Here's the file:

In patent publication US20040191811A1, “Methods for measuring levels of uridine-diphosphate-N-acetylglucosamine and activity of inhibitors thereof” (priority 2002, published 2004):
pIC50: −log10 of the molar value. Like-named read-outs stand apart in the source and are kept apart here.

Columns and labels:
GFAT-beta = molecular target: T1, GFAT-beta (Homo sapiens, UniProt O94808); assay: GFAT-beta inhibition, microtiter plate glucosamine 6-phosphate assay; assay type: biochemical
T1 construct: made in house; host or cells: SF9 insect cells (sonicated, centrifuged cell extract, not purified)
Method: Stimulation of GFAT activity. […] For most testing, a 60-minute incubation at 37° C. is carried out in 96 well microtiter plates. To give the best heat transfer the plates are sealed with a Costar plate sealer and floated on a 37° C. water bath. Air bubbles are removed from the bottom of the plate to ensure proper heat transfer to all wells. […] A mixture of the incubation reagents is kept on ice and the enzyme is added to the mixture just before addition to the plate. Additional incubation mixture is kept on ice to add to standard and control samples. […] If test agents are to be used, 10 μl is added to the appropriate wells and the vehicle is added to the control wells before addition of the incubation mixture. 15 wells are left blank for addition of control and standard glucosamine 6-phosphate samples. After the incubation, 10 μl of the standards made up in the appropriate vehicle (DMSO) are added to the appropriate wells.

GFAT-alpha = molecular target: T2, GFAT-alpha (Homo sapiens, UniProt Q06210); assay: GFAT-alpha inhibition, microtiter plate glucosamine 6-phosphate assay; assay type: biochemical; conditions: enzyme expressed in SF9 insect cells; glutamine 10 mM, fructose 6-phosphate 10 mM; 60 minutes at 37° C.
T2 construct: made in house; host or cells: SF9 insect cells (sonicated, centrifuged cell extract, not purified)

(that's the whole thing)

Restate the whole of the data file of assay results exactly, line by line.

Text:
In patent publication US20040191811A1, “Methods for measuring levels of uridine-diphosphate-N-acetylglucosamine and activity of inhibitors thereof” (priority 2002, published 2004):
pIC50: −log10 of the molar value. Like-named read-outs stand apart in the source and are kept apart here.

Columns and labels:
GFAT-beta = molecular target: T1, GFAT-beta (Homo sapiens, UniProt O94808); assay: GFAT-beta inhibition, microtiter plate glucosamine 6-phosphate assay; assay type: biochemical
T1 construct: made in house; host or cells: SF9 insect cells (sonicated, centrifuged cell extract, not purified)
Method: Stimulation of GFAT activity. […] For most testing, a 60-minute incubation at 37° C. is carried out in 96 well microtiter plates. To give the best heat transfer the plates are sealed with a Costar plate sealer and floated on a 37° C. water bath. Air bubbles are removed from the bottom of the plate to ensure proper heat transfer to all wells. […] A mixture of the incubation reagents is kept on ice and the enzyme is added to the mixture just before addition to the plate. Additional incubation mixture is kept on ice to add to standard and control samples. […] If test agents are to be used, 10 μl is added to the appropriate wells and the vehicle is added to the control wells before addition of the incubation mixture. 15 wells are left blank for addition of control and standard glucosamine 6-phosphate samples. After the incubation, 10 μl of the standards made up in the appropriate vehicle (DMSO) are added to the appropriate wells.

GFAT-alpha = molecular target: T2, GFAT-alpha (Homo sapiens, UniProt Q06210); assay: GFAT-alpha inhibition, microtiter plate glucosamine 6-phosphate assay; assay type: biochemical; conditions: enzyme expressed in SF9 insect cells; glutamine 10 mM, fructose 6-phosphate 10 mM; 60 minutes at 37° C.
T2 construct: made in house; host or cells: SF9 insect cells (sonicated, centrifuged cell extract, not purified)